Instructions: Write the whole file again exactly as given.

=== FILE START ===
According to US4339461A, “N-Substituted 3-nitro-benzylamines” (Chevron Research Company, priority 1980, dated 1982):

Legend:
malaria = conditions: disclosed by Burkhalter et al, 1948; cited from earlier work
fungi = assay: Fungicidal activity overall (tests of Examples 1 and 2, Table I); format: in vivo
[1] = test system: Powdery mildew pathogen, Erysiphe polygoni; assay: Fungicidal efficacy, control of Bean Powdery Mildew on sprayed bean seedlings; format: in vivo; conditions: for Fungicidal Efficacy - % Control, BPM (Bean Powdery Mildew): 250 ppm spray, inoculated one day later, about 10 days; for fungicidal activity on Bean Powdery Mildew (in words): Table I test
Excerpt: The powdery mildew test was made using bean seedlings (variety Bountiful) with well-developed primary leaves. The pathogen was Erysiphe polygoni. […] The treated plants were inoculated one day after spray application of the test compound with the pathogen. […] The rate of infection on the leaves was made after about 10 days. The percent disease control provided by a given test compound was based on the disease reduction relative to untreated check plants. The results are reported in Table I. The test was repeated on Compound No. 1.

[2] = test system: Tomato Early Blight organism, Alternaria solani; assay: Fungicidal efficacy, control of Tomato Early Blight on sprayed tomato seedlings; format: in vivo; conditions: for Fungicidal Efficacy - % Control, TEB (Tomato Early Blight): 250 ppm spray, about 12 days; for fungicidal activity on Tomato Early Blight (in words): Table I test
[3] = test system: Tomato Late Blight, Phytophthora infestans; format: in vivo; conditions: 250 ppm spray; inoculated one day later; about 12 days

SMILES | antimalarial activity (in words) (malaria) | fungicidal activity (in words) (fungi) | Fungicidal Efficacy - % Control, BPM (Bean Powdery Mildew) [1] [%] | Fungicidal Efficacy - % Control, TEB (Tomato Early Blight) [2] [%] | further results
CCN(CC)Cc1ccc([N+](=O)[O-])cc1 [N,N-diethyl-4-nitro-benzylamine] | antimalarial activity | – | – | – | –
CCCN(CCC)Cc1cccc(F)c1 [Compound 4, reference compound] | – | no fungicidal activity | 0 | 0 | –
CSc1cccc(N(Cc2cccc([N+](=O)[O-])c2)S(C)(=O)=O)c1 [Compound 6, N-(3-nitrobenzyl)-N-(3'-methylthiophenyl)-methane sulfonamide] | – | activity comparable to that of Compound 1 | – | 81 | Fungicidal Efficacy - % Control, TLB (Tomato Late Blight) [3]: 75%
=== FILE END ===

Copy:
According to US4339461A, “N-Substituted 3-nitro-benzylamines” (Chevron Research Company, priority 1980, dated 1982):

Legend:
malaria = conditions: disclosed by Burkhalter et al, 1948; cited from earlier work
fungi = assay: Fungicidal activity overall (tests of Examples 1 and 2, Table I); format: in vivo
[1] = test system: Powdery mildew pathogen, Erysiphe polygoni; assay: Fungicidal efficacy, control of Bean Powdery Mildew on sprayed bean seedlings; format: in vivo; conditions: for Fungicidal Efficacy - % Control, BPM (Bean Powdery Mildew): 250 ppm spray, inoculated one day later, about 10 days; for fungicidal activity on Bean Powdery Mildew (in words): Table I test
Excerpt: The powdery mildew test was made using bean seedlings (variety Bountiful) with well-developed primary leaves. The pathogen was Erysiphe polygoni. […] The treated plants were inoculated one day after spray application of the test compound with the pathogen. […] The rate of infection on the leaves was made after about 10 days. The percent disease control provided by a given test compound was based on the disease reduction relative to untreated check plants. The results are reported in Table I. The test was repeated on Compound No. 1.

[2] = test system: Tomato Early Blight organism, Alternaria solani; assay: Fungicidal efficacy, control of Tomato Early Blight on sprayed tomato seedlings; format: in vivo; conditions: for Fungicidal Efficacy - % Control, TEB (Tomato Early Blight): 250 ppm spray, about 12 days; for fungicidal activity on Tomato Early Blight (in words): Table I test
[3] = test system: Tomato Late Blight, Phytophthora infestans; format: in vivo; conditions: 250 ppm spray; inoculated one day later; about 12 days

SMILES | antimalarial activity (in words) (malaria) | fungicidal activity (in words) (fungi) | Fungicidal Efficacy - % Control, BPM (Bean Powdery Mildew) [1] [%] | Fungicidal Efficacy - % Control, TEB (Tomato Early Blight) [2] [%] | further results
CCN(CC)Cc1ccc([N+](=O)[O-])cc1 [N,N-diethyl-4-nitro-benzylamine] | antimalarial activity | – | – | – | –
CCCN(CCC)Cc1cccc(F)c1 [Compound 4, reference compound] | – | no fungicidal activity | 0 | 0 | –
CSc1cccc(N(Cc2cccc([N+](=O)[O-])c2)S(C)(=O)=O)c1 [Compound 6, N-(3-nitrobenzyl)-N-(3'-methylthiophenyl)-methane sulfonamide] | – | activity comparable to that of Compound 1 | – | 81 | Fungicidal Efficacy - % Control, TLB (Tomato Late Blight) [3]: 75%